We learned that he used the internet to research the safety of certain drugs and how they react with others. As a pre-pharmacy major, maybe he felt he knew more about these substances than he actually did. We also learned that he had visited several online pharmacies and ordered drugs from one Mexican pharmacy online. We found records that this pharmacy automatically renewed his order each month.

I think back to the last several months of my son’s life, trying to identify any signs I might have missed. I remember that sometime during his first year at Rutgers, I discovered an unlabeled pill bottle in Jason’s room. I took the pills to my computer and identified them as a generic form of Ritalin. When I confronted Jason, he told me he got them from a friend who’d been prescribed the medication. He wanted to see if they would help him with his problem focusing in school. I took that opportunity to educate him on the dangers of abusing prescription drugs and told him that if he really thought he had A.D.D (Attention Deficit Disorder), we should pursue this with a clinician. He promised he would stop using the drug; he even called the counseling office to make an appointment for an evaluation.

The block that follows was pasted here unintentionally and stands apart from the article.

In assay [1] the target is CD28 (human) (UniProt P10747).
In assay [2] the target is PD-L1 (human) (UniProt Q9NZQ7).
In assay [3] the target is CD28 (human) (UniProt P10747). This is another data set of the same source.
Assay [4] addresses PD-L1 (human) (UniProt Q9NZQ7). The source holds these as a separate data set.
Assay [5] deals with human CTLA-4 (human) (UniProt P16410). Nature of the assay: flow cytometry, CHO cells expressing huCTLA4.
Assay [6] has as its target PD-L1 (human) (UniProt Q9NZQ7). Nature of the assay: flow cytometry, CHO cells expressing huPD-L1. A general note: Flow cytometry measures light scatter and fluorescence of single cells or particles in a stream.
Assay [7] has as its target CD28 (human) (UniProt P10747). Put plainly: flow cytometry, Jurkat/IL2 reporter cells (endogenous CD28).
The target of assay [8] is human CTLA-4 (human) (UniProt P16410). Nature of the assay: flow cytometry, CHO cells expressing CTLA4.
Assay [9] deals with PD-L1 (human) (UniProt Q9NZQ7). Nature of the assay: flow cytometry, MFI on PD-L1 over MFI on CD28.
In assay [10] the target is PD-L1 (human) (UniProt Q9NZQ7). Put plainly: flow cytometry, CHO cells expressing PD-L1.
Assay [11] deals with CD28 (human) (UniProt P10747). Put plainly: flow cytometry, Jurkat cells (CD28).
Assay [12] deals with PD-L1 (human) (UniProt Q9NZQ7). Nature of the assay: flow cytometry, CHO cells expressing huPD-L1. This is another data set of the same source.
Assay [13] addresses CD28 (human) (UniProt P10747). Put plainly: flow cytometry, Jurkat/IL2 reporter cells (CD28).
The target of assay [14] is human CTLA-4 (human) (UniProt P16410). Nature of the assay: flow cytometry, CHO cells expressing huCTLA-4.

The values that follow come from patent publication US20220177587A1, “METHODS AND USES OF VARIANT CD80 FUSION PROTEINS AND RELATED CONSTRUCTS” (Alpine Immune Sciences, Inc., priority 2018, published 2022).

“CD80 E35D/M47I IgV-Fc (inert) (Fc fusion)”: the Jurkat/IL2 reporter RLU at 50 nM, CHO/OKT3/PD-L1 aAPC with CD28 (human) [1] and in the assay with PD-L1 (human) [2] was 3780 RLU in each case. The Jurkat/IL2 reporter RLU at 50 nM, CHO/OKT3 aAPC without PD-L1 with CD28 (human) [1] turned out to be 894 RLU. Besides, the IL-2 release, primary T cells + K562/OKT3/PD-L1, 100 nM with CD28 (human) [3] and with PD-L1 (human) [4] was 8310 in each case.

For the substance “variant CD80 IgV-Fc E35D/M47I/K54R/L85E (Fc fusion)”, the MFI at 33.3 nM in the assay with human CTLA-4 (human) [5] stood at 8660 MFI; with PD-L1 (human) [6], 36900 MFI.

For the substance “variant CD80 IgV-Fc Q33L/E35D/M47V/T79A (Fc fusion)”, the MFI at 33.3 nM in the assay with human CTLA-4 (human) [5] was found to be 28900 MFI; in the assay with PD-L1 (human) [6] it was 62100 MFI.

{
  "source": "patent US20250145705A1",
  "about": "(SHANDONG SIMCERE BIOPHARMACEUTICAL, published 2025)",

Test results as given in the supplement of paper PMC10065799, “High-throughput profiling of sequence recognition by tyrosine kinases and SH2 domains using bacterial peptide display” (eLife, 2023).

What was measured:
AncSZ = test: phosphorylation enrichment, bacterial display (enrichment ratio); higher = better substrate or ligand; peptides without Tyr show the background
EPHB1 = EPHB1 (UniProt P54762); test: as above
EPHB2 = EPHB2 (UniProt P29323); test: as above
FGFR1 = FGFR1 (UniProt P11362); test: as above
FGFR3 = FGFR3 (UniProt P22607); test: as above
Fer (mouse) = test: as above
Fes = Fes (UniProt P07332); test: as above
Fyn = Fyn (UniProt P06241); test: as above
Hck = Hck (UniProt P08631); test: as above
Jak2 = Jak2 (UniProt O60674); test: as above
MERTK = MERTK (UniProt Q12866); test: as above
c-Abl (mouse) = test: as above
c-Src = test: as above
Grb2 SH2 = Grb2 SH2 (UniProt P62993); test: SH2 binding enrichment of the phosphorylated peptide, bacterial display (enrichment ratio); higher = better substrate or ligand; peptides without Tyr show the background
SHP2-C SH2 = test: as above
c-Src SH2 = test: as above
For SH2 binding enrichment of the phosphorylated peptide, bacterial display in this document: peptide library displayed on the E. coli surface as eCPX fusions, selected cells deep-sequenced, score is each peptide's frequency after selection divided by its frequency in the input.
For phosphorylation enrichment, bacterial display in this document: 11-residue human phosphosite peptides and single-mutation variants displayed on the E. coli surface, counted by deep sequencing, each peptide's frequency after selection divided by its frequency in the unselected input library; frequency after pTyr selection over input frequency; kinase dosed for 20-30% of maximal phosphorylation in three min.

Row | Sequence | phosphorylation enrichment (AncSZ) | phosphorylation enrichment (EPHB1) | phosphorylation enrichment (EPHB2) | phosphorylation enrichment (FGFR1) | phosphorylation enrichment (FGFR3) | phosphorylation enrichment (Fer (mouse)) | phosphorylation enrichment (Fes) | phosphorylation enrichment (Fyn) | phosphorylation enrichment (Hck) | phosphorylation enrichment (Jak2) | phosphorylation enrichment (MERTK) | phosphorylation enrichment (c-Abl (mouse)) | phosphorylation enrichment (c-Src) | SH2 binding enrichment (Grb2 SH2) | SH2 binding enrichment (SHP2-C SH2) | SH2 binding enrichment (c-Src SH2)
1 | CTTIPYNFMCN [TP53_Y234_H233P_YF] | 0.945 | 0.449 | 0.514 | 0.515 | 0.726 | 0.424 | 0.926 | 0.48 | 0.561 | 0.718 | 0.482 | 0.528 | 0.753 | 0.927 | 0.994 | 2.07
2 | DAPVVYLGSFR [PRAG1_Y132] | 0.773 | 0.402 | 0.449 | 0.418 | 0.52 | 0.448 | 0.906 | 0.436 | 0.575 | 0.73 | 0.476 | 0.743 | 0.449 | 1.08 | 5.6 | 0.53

The only other sign I can remember is that one weekend when Jason was home I passed him in the kitchen and noticed that his eyes looked odd – his pupils were as small as pinpoints. I confronted him right there and then, asked him if he was “on something.” He said, “No, what’s wrong?” and went over to a mirror to see what I was talking about. He said that he didn’t know what was wrong – maybe it was because he was tired. I was suspicious, but his behavior was perfectly normal, so I let it go.

I can think of no other signs until we got that horrible call on December 17, 2003.

My son Jason made a difference in the world for 19 years, and he will keep making a difference now. By continuing to share his story, I hope to help other families avoid the kind of tragedy my family has suffered.

 

Linda Surks began working in the substance abuse prevention field when Jason was six years old. Over the years, educating her kids as she got educated about the many risks of substance abuse, she never dreamed that in thirteen years, her precious son would die of an overdose of prescription medications. With the full support or her employer, the National Council on Alcoholism and Drug Dependence (NCADD) of Middlesex County, Inc., she works to prevent other families from suffering the pain of a devastating loss. Through her work as founder and coordinator of the Middlesex County Substance Abuse Coalition, Linda works to strengthen the community through education, collaboration, and advocacy. One of the original sponsors of the Vigil for Lost Promise, Linda has worked with other families who share the pain of loss to build Families Changing America, Inc. They are committed to sparing others from experiencing that pain.